A statistical analysis of observations based on the Kepler telescope indicates that 20 percent of all stars in the Milky Way host earth-sized planets, a significant part of which could potentially be habitable.
NASA’s Kepler telescope is crippled – it’s reached the end of its four year mission, but it provided an immense amount of useful data for astronomers who want to find out just how many Earth-like planets are in our galaxy. Given that 1 in 5 planets have are rather similar in size to our own, it seems safe to assume that at least a big part of them are also in the habitable area.
“When you look up at the thousands of stars in the night sky, the nearest sun-like star with an Earth-size planet in its habitable zone is probably only 12 light years away and can be seen with the naked eye. That is amazing,” said UC Berkeley graduate student Erik Petigura, who led the analysis of the Kepler data.
Exoplanet discovery is a field that has advanced exponentially. The first exoplanet was discovered in 1989, and until 1992, two others were announced. However, it took 3 more years before another was reported, and in early 2005, less than 15 exoplanets had been discovered. As of 1 November 2013, a total of 1038 confirmed exoplanets are listed in the Extrasolar Planets Encyclopaedia, including a few that were confirmations of controversial claims from the late 1980s.
“It’s been nearly 20 years since the discovery of the first extrasolar planet around a normal star. Since then, we have learned that most stars have planets of some size orbiting them, and that Earth-size planets are relatively common in close-in orbits that are too hot for life,” said Andrew Howard, a former UC Berkeley post-doctoral fellow who is now on the faculty of the Institute for Astronomy at the University of Hawaii. “With this result, we’ve come home, in a sense, by showing that planets like our Earth are relatively common throughout the Milky Way Galaxy.”
Currently, astronomers have a pretty volatile definition for what ‘habitable’ means – as I told you in this article. Planetary habitability is the measure of a planet’s or a natural satellite’s potential to develop and sustain life – basically, at the moment, it is a measure of how much a planet features the same conditions as Earth, because right now, those are the only ones that we know for sure can sustain life. In determining the habitability potential of a body, researchers estimate its density, mass, distance from its star, size of the star, orbital properties, atmosphere, and potential chemical interactions. The possibility of so many Earth-sized planets existing is absolutely thrilling, even though a big portion of them are not habitable.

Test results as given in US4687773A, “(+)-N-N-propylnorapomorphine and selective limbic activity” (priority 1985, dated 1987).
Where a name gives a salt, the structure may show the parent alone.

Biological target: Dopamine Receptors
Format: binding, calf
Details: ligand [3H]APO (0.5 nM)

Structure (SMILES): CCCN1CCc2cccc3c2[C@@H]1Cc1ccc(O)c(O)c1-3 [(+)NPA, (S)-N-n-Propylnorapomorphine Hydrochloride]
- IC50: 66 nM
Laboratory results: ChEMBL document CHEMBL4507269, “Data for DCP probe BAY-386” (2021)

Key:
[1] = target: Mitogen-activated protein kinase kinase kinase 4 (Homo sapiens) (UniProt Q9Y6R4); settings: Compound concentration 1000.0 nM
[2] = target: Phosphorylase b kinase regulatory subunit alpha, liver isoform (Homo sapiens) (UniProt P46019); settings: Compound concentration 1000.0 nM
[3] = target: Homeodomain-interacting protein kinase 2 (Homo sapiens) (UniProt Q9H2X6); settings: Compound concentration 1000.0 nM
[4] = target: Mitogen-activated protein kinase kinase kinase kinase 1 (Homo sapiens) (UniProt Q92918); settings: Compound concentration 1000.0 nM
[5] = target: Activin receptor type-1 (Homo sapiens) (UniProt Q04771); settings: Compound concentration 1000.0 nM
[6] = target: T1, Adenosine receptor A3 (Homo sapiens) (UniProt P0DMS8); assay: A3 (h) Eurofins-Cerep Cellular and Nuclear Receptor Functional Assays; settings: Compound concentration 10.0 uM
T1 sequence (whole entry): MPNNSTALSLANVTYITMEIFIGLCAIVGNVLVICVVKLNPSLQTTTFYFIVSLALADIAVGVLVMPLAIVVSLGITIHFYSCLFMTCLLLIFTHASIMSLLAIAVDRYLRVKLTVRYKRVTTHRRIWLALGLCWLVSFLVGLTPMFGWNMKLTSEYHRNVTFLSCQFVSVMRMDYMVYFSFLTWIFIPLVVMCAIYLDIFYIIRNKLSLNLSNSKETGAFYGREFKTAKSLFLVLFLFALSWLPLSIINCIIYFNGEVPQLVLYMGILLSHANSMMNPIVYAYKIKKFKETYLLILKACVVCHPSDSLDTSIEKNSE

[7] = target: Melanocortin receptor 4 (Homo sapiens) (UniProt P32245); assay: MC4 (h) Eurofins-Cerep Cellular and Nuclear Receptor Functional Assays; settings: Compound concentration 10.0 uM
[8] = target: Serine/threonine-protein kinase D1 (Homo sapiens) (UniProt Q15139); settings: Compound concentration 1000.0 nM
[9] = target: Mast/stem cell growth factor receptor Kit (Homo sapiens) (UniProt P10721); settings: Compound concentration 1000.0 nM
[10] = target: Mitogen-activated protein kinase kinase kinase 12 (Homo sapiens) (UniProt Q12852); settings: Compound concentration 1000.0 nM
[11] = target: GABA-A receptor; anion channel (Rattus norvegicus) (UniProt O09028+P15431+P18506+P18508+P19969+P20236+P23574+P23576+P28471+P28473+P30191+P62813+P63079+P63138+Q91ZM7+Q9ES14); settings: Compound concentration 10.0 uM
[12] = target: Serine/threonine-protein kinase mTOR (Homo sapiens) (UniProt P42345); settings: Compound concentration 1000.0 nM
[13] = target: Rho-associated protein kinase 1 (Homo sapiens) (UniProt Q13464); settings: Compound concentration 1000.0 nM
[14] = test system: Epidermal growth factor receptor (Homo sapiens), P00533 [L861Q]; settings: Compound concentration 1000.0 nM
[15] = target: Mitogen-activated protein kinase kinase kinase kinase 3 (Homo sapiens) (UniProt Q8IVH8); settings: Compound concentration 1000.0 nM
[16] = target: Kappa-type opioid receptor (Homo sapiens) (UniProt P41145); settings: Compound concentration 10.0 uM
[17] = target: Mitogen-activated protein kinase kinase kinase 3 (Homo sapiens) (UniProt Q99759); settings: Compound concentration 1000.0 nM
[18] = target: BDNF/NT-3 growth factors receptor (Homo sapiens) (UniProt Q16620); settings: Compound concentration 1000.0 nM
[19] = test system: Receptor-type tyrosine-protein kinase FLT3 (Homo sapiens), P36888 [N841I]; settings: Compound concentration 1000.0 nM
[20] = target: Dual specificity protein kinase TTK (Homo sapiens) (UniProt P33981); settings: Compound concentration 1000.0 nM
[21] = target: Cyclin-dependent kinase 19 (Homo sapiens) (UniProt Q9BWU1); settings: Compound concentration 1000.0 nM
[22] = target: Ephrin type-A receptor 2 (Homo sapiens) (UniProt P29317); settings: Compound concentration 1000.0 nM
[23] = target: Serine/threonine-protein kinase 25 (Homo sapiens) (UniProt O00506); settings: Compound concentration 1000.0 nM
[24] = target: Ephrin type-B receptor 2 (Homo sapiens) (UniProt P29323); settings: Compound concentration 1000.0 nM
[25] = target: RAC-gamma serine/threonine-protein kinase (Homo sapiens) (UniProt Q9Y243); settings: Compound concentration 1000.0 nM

“For NASA, this discovery is really important, because future missions will try to take an actual picture of a planet, and the size of the telescope they have to build depends on how close the nearest Earth-size planets are,” Howard said. “An abundance of planets orbiting nearby stars simplifies such follow-up missions.”
Even if a planet is similar in size to Earth, and even if it lies in the habitable zone, where it’s not too hot and not to o cold, that doesn’t mean that it has life.
“Some may have thick atmospheres, making it so hot at the surface that DNA-like molecules would not survive. Others may have rocky surfaces that could harbor liquid water suitable for living organisms,” Marcy said. “We don’t know what range of planet types and their environments are suitable for life.”
However, good news also came from Howard, Marcy and their colleagues reported that one Earth-size planet discovered by Kepler — albeit, a planet with a likely temperature of 2,000 Kelvin, which is far too hot for life as we know it — is the same density as Earth and most likely composed of rock and iron, like Earth.
“This gives us some confidence that when we look out into the habitable zone, the planets Erik is describing may be Earth-size, rocky planets,” Howard said.
Andrei's background is in geophysics, and he's been fascinated by it ever since he was a child. Feeling that there is a gap between scientists and the general audience, he started ZME Science -- and the results are what you see today.